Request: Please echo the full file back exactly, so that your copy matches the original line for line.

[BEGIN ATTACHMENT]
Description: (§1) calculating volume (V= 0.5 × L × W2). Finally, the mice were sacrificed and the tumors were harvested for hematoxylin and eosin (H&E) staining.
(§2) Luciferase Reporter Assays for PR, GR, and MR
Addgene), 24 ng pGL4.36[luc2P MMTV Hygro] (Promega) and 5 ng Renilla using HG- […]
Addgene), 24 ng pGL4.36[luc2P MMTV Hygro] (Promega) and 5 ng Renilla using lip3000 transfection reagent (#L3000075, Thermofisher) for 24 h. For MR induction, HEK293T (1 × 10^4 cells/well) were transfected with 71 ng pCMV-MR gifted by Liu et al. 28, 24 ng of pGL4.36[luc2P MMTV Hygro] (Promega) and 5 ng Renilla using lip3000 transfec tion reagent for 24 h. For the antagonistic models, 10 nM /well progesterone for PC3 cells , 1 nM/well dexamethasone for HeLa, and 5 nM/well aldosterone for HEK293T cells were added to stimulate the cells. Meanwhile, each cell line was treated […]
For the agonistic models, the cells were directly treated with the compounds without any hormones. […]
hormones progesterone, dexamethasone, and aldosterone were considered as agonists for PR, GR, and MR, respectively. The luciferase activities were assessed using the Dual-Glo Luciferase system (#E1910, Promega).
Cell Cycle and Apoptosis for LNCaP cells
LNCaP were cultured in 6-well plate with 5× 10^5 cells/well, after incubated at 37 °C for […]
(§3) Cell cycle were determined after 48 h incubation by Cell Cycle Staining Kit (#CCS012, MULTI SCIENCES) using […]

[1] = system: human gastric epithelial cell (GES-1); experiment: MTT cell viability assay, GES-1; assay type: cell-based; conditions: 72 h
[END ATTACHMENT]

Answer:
Description: (§1) calculating volume (V= 0.5 × L × W2). Finally, the mice were sacrificed and the tumors were harvested for hematoxylin and eosin (H&E) staining.
(§2) Luciferase Reporter Assays for PR, GR, and MR
Addgene), 24 ng pGL4.36[luc2P MMTV Hygro] (Promega) and 5 ng Renilla using HG- […]
Addgene), 24 ng pGL4.36[luc2P MMTV Hygro] (Promega) and 5 ng Renilla using lip3000 transfection reagent (#L3000075, Thermofisher) for 24 h. For MR induction, HEK293T (1 × 10^4 cells/well) were transfected with 71 ng pCMV-MR gifted by Liu et al. 28, 24 ng of pGL4.36[luc2P MMTV Hygro] (Promega) and 5 ng Renilla using lip3000 transfec tion reagent for 24 h. For the antagonistic models, 10 nM /well progesterone for PC3 cells , 1 nM/well dexamethasone for HeLa, and 5 nM/well aldosterone for HEK293T cells were added to stimulate the cells. Meanwhile, each cell line was treated […]
For the agonistic models, the cells were directly treated with the compounds without any hormones. […]
hormones progesterone, dexamethasone, and aldosterone were considered as agonists for PR, GR, and MR, respectively. The luciferase activities were assessed using the Dual-Glo Luciferase system (#E1910, Promega).
Cell Cycle and Apoptosis for LNCaP cells
LNCaP were cultured in 6-well plate with 5× 10^5 cells/well, after incubated at 37 °C for […]
(§3) Cell cycle were determined after 48 h incubation by Cell Cycle Staining Kit (#CCS012, MULTI SCIENCES) using […]

[1] = system: human gastric epithelial cell (GES-1); experiment: MTT cell viability assay, GES-1; assay type: cell-based; conditions: 72 h